11 Steps for Making a Decision Following the Ignatian Method
1. Identify the decision to be made or the issue to be resolved.
The issue should be practical—about doing or not doing something.
It has to be real; that is, there really is a decision to be made—a question about whether you should or should not do something.
It must be an issue about which you have the right to make the decision.
You must have or be able to obtain the necessary information to decide intelligently.
If you have difficulty identifying the issue, follow this five-step procedure:
- List the various issues you might be deciding about in the next few weeks or months, or in the next year’s time.
- List the actions you might take about these issues.
- Make a list of pros and cons for each issue or possible action.
- Rank the issues and possible actions in the order of preference as you currently experience them.
- Use the issue or possible action ranked first as the focus of your discernment.
2. Formulate the issue in a proposal.
State it as a positive, concrete choice.
Make it as specific as possible (What you will do, where, and when).
State it in the way that God initially seems to be drawing you.
State it in the form of X vs. non-X or X vs. Y.
Example of an X vs. non-X proposal: “I will take enough courses next term so that I can graduate this coming May.”
Example of an X vs. Y proposal: “I will stay in my current job with company A or I will accept a job offer from company B.”
3. Pray for openness to God’s will, and for freedom from prejudgment and addictions.
Ask for that inner freedom and balance that allows you not to be inclined more toward one alternative or option than to the other. This means to ask to be free enough to be influenced only by this one value: which alternative will give most glory to God and be expressive of my own deepest self, my authentic self?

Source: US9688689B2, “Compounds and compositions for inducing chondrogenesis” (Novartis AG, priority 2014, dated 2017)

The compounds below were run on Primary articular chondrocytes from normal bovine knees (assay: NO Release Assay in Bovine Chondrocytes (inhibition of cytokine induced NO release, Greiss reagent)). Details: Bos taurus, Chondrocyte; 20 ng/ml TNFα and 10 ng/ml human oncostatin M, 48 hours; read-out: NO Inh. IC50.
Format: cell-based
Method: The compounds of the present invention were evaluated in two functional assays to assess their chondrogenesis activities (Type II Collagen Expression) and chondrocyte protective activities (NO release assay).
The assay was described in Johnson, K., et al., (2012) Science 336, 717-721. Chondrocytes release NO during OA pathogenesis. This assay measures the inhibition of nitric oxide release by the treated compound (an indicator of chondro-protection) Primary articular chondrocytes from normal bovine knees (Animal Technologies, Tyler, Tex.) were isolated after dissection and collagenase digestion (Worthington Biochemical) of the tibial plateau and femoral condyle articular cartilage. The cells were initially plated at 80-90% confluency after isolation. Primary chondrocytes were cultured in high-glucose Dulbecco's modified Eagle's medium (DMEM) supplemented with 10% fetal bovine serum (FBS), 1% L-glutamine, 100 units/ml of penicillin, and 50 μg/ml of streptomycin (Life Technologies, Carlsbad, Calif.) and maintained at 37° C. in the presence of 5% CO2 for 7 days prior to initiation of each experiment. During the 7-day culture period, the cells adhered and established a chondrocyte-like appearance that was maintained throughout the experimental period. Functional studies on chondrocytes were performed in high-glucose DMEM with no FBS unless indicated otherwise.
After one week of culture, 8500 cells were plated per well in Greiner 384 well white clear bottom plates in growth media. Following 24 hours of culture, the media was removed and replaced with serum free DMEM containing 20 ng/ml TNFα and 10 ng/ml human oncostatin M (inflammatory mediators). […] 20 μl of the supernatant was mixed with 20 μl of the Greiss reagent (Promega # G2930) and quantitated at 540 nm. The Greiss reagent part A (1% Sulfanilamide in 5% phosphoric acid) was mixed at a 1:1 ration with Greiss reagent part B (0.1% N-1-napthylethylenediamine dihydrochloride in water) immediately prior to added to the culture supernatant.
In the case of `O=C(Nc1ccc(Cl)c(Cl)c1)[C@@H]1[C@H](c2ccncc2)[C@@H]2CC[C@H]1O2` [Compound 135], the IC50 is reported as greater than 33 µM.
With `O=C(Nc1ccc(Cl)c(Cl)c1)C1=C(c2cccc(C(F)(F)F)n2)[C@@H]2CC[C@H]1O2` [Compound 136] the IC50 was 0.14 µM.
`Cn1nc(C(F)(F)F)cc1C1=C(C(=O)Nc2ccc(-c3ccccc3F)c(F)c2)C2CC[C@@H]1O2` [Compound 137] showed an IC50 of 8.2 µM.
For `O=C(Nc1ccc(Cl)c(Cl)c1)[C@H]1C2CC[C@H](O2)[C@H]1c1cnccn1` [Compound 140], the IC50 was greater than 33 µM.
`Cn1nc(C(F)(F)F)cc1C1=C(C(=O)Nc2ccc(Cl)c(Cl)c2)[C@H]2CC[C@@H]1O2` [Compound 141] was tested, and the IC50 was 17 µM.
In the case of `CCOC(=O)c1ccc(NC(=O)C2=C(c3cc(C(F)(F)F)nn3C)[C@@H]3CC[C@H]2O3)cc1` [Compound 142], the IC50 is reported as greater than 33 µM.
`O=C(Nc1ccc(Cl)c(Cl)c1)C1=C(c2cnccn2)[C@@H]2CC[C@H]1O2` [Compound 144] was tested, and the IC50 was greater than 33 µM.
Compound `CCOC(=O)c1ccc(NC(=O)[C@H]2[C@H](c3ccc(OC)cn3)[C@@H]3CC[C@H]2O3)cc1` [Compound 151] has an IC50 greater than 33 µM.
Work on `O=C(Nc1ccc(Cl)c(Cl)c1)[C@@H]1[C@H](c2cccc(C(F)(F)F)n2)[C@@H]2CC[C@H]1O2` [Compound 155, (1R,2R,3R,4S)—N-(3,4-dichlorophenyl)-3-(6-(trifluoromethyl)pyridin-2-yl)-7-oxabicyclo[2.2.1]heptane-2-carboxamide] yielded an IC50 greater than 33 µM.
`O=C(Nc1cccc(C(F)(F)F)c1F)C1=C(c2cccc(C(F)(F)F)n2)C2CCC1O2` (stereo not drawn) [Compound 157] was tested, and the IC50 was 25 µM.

To arrive at this absolutely necessary inner freedom, you may wish to discuss the matter with a spiritually mature person who can help you. In particular, discuss what obstacles could be limiting your freedom by blocking you or inclining you to one alternative over the other.
Possible obstacles: projections, disordered attachments like inferiority complexes, superiority complexes, or glorified self-images; “shoulds” or “oughts” that tyrannize you; perfectionism, fears, materialistic greed, and possessiveness; past hurts and self-pity; competitiveness that leads to envy; impatience with yourself or others; lust, ingratitude, and irreverence; desire for control, power, status, prestige, exclusiveness, and so forth.
As preparation for your prayer, read over slowly, carefully, and attentively the following Scripture passages:
|Luke 17:5-6||Luke 12:22-32||Matthew 13:44-46|
|Matthew 14:22-33||Luke 18:35-43||Mark 10:17-22|
|Matthew 5:13-16||Luke 14:33||2 Timothy 1:7|
|Matthew 7:24-25||Luke 16:13||Philippians 3:7-10|
|Luke 11:5-13||Matthew 20:26-28|